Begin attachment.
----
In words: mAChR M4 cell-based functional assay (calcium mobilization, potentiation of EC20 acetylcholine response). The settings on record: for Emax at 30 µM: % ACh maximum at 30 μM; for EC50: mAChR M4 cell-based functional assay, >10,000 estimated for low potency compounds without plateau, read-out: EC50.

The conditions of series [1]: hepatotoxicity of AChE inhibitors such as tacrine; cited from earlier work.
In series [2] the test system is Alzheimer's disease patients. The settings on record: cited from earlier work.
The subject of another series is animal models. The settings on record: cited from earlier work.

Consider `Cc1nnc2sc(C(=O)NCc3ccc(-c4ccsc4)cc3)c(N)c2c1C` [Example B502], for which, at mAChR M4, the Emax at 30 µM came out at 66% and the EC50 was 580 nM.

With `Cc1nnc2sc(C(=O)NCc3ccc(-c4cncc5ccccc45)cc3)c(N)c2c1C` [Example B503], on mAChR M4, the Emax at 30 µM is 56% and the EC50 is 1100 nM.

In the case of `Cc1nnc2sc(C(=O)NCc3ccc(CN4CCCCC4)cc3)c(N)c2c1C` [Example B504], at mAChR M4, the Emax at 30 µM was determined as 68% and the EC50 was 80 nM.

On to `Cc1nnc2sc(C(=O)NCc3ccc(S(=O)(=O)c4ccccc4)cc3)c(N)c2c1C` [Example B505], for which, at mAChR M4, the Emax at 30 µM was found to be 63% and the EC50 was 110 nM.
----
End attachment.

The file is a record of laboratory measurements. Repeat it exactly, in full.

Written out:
In words: mAChR M4 cell-based functional assay (calcium mobilization, potentiation of EC20 acetylcholine response). The settings on record: for Emax at 30 µM: % ACh maximum at 30 μM; for EC50: mAChR M4 cell-based functional assay, >10,000 estimated for low potency compounds without plateau, read-out: EC50.

The conditions of series [1]: hepatotoxicity of AChE inhibitors such as tacrine; cited from earlier work.
In series [2] the test system is Alzheimer's disease patients. The settings on record: cited from earlier work.
The subject of another series is animal models. The settings on record: cited from earlier work.

Consider `Cc1nnc2sc(C(=O)NCc3ccc(-c4ccsc4)cc3)c(N)c2c1C` [Example B502], for which, at mAChR M4, the Emax at 30 µM came out at 66% and the EC50 was 580 nM.

With `Cc1nnc2sc(C(=O)NCc3ccc(-c4cncc5ccccc45)cc3)c(N)c2c1C` [Example B503], on mAChR M4, the Emax at 30 µM is 56% and the EC50 is 1100 nM.

In the case of `Cc1nnc2sc(C(=O)NCc3ccc(CN4CCCCC4)cc3)c(N)c2c1C` [Example B504], at mAChR M4, the Emax at 30 µM was determined as 68% and the EC50 was 80 nM.

On to `Cc1nnc2sc(C(=O)NCc3ccc(S(=O)(=O)c4ccccc4)cc3)c(N)c2c1C` [Example B505], for which, at mAChR M4, the Emax at 30 µM was found to be 63% and the EC50 was 110 nM.